With all of the scandals, shootings, ill-advised comments (verbally and in social media), and general negativity surrounding today’s sports world, I wondered if sports had finally lost its safe-haven reputation it once enjoyed.
Would 2012 be remembered as the first year of a new era, where negativity began to rule the sports world? Had it become like the other news that we always see and read about? You know, the news that primarily highlights the negative (controversies, killings) or the bad side of stories (that actually do have positive sides), and the media people who can’t seem to come to grips with the good side of life?
Or do sports still provide a fun, positive side of life? You know the kind of fun where people see kids as kids instead of opportunities to land NBA contracts or college scholarships, and where people see coaches as grown-up kids who want to have a little fun and enjoy a game?
After thinking about this, and not for that long, I was reminded of four stories that gave me my answer.
1. Grinnell College men’s basketball: In late November, tiny Grinnell College, an NCAA Division III school in Grinnell, Iowa, produced the most talked-about game and individual (Jack Taylor) in the sports world. Every major sports network and internet site, as well as NBA stars Kobe Bryant, LeBron James, Kevin Durant, couldn’t help but talk about it because of the mind-boggling stats.
Taylor, a sophomore guard, had scored an all-divisions record 139 points to lead the Pioneers to a 179-104 victory against Faith Baptist. That Faith Baptist’s David Larson scored 70 points was lost in most of the initial reports about the game.
However, the record-breaking achievements were monumental for more than merely the points scored in the game. At least nine collegiate records were set, including field goals made (52) and attempted (108) by Taylor, as well as three-pointers made (27) and attempted (71) by Taylor.
The fun, though, began about 20 years ago when longtime Grinnell coach David Arseneault came up with a system, based on a formula where he requires his team to take at least 94 shots per game and that 47 of those come from three-point range. To accomplish this, he uses at least 15 players per game (rotating them in groups of five every other minute), and has them shoot the ball every 5-12 seconds while focusing on offensive rebounding and the full-court press (their goal is to force 30 turnovers per game) the entire game.
Through nine games (as of Dec. 28), Grinnell had not scored less than 105 and was averaging 123.2 points per game while going 7-2 (in both losses, Grinnell scored 114 and 116 points).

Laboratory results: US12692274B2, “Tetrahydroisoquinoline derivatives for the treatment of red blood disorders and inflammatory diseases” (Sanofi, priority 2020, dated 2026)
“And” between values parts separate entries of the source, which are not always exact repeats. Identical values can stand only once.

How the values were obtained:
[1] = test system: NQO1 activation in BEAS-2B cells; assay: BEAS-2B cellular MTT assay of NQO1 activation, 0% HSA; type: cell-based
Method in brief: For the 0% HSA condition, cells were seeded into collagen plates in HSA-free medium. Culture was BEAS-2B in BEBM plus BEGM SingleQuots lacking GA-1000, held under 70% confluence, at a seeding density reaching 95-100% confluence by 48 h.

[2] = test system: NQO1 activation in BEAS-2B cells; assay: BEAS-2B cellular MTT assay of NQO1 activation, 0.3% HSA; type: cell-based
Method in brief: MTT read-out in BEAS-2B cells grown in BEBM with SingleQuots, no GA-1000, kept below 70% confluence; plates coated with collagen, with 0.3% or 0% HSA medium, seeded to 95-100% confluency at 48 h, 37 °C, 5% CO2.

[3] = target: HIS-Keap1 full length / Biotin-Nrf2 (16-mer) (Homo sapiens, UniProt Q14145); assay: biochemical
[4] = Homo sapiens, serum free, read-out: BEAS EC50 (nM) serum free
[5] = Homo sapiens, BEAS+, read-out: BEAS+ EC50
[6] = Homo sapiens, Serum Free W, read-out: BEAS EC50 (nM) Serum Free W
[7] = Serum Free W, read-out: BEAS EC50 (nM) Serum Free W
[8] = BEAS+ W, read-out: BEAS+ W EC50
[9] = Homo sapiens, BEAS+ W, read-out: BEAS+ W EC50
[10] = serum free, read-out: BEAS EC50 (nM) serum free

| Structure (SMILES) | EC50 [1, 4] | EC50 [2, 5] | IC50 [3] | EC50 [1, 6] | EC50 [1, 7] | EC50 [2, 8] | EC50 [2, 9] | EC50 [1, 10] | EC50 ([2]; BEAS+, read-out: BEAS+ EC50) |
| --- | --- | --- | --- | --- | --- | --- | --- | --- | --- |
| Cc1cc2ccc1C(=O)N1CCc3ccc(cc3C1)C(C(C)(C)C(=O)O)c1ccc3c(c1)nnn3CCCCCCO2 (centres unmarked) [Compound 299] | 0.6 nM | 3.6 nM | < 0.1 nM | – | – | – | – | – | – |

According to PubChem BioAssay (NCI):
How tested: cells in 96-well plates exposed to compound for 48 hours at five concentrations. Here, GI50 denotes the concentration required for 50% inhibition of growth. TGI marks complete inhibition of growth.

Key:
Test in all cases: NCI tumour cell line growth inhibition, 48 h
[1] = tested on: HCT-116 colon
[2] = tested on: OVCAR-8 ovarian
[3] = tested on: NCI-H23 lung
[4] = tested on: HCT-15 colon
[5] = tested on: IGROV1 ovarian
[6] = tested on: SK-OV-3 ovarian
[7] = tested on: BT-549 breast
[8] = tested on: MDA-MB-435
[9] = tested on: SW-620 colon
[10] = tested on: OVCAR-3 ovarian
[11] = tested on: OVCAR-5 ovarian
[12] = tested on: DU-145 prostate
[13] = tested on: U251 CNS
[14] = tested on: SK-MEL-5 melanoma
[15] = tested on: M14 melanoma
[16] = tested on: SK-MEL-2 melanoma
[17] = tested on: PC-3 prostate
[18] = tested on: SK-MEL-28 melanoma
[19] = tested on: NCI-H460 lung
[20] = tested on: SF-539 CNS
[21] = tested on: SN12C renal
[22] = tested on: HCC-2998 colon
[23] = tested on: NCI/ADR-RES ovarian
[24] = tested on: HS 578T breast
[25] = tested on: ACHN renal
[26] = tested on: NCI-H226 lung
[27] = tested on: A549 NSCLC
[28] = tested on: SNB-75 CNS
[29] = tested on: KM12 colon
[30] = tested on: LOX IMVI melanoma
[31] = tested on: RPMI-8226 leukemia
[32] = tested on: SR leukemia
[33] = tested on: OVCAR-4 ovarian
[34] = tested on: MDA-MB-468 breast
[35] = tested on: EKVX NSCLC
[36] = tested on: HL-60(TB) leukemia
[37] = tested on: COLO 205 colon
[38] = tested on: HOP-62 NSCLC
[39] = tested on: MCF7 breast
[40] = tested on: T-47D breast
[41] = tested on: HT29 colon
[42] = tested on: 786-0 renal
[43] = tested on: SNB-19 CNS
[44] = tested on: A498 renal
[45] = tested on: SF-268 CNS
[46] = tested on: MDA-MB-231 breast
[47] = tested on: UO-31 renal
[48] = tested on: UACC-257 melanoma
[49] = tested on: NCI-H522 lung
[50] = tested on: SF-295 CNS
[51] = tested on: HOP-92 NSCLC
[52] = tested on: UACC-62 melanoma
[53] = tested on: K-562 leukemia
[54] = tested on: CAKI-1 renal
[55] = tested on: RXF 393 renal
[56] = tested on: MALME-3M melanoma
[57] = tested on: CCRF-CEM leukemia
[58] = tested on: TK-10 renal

Sounds like a video game…and a winning formula.
2. “Silent Night” at Taylor University: “Silent Night” has been going on since the late 1980s at Taylor University, a small, evangelical Christian college in Upland, Indiana, that was founded in 1846.
The nearly 30-year-old event, centered around a men’s basketball game the Friday before final exams, gained national attention the past few years, and again this year when Yahoo! Sports featured it on their homepage with a story (by a Yahoo! writer who attended the game) and some video content (from Taylor).
What “Silent Night” is, in a nutshell, is students having fun in clever and creative ways.
When the game begins, students (dressed in various costumes) wait in complete silence until the 10th point is scored, and then the packed gym of more than 2,500 students bursts out into a deafening roar like what you would hear after a team wins the national championship. And then, near the end of the game, the students begin singing “Silent Night” in unison. Afterwards, students go to a campus-wide event called Habecker’s Hollapalooza, which has live Christmas music and is a place for students to make and eat Christmas cookies and make gingerbread houses.
I love the last part.
Taylor’s video, which runs for 2 minutes and 35 seconds and aptly shows all of this (except for Habecker’s Hollapalooza), went viral and gained nearly 1.6 million hits in less than 20 days.
It reminds me of college, because I went to a Christian school and we had to create our own fun. We didn’t party or get drunk, much like today’s secular college culture does to experience what they would consider fun. We had to be clever and/or creative to make our own fun.
I’m thinking Taylor should invite Grinnell for the next “Silent Night” event. Now that would be fun.
3. High school football coach Kevin Kelly: The name won’t sound familiar, but Kevin Kelly has been featured in Sports Illustrated several times and is revered by both the coaching and sports analytics community for his innovative style and unique way of playing football.